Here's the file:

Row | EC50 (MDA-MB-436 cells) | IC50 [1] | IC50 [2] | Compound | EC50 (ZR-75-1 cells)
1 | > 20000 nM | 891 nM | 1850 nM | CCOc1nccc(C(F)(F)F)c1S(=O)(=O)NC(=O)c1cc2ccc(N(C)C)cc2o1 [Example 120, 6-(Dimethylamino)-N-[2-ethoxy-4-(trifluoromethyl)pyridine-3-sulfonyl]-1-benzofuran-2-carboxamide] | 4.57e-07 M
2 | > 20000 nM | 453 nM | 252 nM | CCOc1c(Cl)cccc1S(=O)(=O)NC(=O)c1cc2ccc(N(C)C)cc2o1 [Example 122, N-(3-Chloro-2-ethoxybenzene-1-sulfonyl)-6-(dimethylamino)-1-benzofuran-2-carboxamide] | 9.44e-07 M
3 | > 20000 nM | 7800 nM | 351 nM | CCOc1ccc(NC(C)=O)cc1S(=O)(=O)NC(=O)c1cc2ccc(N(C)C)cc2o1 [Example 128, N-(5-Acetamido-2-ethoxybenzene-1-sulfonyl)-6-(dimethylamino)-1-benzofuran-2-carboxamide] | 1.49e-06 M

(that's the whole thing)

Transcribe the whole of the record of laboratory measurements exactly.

Row | EC50 (MDA-MB-436 cells) | IC50 [1] | IC50 [2] | Compound | EC50 (ZR-75-1 cells)
1 | > 20000 nM | 891 nM | 1850 nM | CCOc1nccc(C(F)(F)F)c1S(=O)(=O)NC(=O)c1cc2ccc(N(C)C)cc2o1 [Example 120, 6-(Dimethylamino)-N-[2-ethoxy-4-(trifluoromethyl)pyridine-3-sulfonyl]-1-benzofuran-2-carboxamide] | 4.57e-07 M
2 | > 20000 nM | 453 nM | 252 nM | CCOc1c(Cl)cccc1S(=O)(=O)NC(=O)c1cc2ccc(N(C)C)cc2o1 [Example 122, N-(3-Chloro-2-ethoxybenzene-1-sulfonyl)-6-(dimethylamino)-1-benzofuran-2-carboxamide] | 9.44e-07 M
3 | > 20000 nM | 7800 nM | 351 nM | CCOc1ccc(NC(C)=O)cc1S(=O)(=O)NC(=O)c1cc2ccc(N(C)C)cc2o1 [Example 128, N-(5-Acetamido-2-ethoxybenzene-1-sulfonyl)-6-(dimethylamino)-1-benzofuran-2-carboxamide] | 1.49e-06 M